General Data Protection Regulation part I

GDPR
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9 March 2017 | 0

The General Data Protection Regulation, generally referred to by the unpronounceable acronym GDPR, conceals serious threats behind its bureaucratic and bland language. The first is the scale of the potential penalties, referred to almost benignly as ‘Administrative Fines’ which can be imposed by data protection authorities or commissioners rather than needing courts. Those fines can go up to €20 million or 4% of the previous year’s turnover — worldwide. Multinationals doing business in Europe are just as liable as EU organisations. The GDPR actually states that such fines must be “…effective, proportionate and dissuasive.” In other words, pour disencourager les autres or making an example of transgressing organisations.

The main driver is in many ways the harmonisation of personal data protection across the EU while the second is the provision of a legal system of enforcement of the rules and penalties for transgressions. In many respects, the key change is that enforcement, Colin Rooney, Arthur Cox

Readers will be relieved to hear that those really big fines are for the top category of non-compliance. A second tier of Administrative Fines only goes up to €10 million or 2% of the total annual turnover. Yet in fairness this is a direct continuation of the principles of the Data Protection Directive which goes all the way back to 1995, so business — especially international trading entities — should not be taken by surprise. SMEs across the EU may be to some extent, because the GDPR imposes conditions they may not have taken all that seriously up to now.

Deadline
The other threat is the deadline: GDPR comes unequivocally into force across the EU on 25 May 2018. Clearly, some organisations will just glide through. But many will have a lot of work to do and very probably too little time if significant re-design and re-architecting of IT systems is required. There is already, as TechPro readers know all too well, a serious set of skills shortages across many specialist areas in Irish IT. Another factor here, where most organisations now depend on consultants and managed services providers rather than in-house teams, is that many of those firms already have pretty full order books—and are also suffering from the skills shortage.

Colin Rooney, partner in law firm Arthur Cox, says that “The new General Data Protection Regulation, which represents the largest shake up in data privacy law for over 20 years, will come into force across Europe on 25 May 2018. In that sense it is not really new, because the countdown has already begun and the practical implications for organisations require that decisions be made as soon as possible.”

It is also not new in terms of the EU general policy towards data protection, which spans many elements of which the GDPR is focussed primarily on personal information. “It can be seen in two ways, both of which have implications for large corporates, such as many of our typical clients,” says Colin Rooney of Arthur Cox. “The main driver is in many ways the harmonisation of personal data protection across the EU while the second is the provision of a legal system of enforcement of the rules and penalties for transgressions. In many respects, the key change is that enforcement. It remains to be seen how strict it turns out to be in practice — and the actual penalties.”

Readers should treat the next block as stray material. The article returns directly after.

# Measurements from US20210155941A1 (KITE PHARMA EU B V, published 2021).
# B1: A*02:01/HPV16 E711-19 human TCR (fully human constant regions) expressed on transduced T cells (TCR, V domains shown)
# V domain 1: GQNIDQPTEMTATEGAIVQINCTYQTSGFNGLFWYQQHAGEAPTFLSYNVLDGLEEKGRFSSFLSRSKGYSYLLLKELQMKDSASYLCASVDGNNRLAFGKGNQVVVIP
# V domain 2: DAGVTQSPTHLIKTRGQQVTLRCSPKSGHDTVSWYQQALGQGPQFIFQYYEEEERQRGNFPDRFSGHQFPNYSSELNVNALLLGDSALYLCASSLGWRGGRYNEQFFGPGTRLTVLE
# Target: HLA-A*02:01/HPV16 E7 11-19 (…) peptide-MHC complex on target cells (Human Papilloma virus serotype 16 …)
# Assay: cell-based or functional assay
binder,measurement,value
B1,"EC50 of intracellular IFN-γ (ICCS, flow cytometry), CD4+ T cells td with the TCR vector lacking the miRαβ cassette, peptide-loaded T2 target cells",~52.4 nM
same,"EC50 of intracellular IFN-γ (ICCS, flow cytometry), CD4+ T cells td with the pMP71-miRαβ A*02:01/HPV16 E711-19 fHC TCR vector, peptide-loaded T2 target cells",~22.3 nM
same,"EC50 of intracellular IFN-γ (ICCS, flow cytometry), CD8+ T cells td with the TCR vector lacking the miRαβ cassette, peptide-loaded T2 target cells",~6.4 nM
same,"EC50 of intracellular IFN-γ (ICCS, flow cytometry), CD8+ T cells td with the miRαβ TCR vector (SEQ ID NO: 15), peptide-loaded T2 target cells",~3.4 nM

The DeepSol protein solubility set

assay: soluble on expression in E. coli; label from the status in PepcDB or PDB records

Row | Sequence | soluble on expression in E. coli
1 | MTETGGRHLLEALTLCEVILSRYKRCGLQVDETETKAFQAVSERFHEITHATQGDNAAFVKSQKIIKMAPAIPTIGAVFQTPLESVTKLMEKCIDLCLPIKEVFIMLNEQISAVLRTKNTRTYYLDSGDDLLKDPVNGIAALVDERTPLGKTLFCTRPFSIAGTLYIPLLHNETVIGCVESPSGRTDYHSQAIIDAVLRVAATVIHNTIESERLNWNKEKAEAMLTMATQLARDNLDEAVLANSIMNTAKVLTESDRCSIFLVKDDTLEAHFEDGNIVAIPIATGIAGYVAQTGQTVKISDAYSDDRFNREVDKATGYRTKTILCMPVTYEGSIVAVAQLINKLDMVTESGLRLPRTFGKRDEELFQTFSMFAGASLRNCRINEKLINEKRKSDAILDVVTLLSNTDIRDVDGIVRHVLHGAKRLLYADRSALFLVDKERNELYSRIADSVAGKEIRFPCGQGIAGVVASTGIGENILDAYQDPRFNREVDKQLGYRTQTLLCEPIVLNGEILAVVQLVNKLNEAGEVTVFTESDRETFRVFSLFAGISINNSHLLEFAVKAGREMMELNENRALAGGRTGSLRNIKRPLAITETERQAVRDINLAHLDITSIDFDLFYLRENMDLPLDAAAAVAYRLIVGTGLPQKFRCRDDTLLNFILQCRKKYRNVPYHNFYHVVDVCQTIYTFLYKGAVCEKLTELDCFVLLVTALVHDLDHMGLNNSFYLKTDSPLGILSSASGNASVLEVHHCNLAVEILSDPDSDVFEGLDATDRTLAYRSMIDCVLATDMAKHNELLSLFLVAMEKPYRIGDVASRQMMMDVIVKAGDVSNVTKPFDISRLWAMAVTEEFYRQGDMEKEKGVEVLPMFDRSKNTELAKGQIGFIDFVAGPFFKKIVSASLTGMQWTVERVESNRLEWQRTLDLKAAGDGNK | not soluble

Derogations and regulations
There are lots of derogations and where employment law is involved each state will retain its own regulations, he explains. Smaller companies are generally exempted for a lot of the obligations. But not if they are suppliers of what are deemed essential services or digital services.

Mark Stollery, Fujitsu 2

What we are seeing is that senior business leaders do not yet realise what a big deal it all is. Perhaps it seems like an IT issue, but it is not. At its starting point, it is about any individual’s personal information, Mark Stollery, Fujitsu

A major concern of corporate clients, Rooney points out, is in what jurisdiction their ‘main place of establishment’ is or is deemed to be. “The criterion is where the data protection decisions are made in relation to personal information held by the enterprise. Now that may be assumed to be where senior management works and the board meets. But it may not be so. You could have your head office in Ireland and the relevant decision making in another EU country. Note that it is not the same as where that data is held or where the CIO or similar senior manager works. It’s where the decisions are made.”

“Why is this relevant? Simply, but importantly, because it will determine which data protection regulator your organisation comes under. Currently, for a variety of reasons, enterprises with an English language culture — American, as well as from these islands — would generally prefer Ireland or the Netherlands as opposed to, say, France or Germany. Germany has in fact still 17 regional regulators but no national or federal one.”

Rooney says business leaders should think of the coming GDPR regime in two ways: “From the enforcement perspective it is like competition or anti-trust law. But from a general business law and planning point of view, it is more like tax law, requiring a board-level understanding and strategic policy approach.”

First base
Fujitsu’s Mark Stollery starts with a warning note: “There is a deadline looming in May of next year, yet many organisations are hardly even at first base with what could be a lot of work to comply with new obligations and changes in about 14 months. Some aspects of GDPR will in fact, be relatively easy but others may impose huge new changes in ways of working in order to comply.

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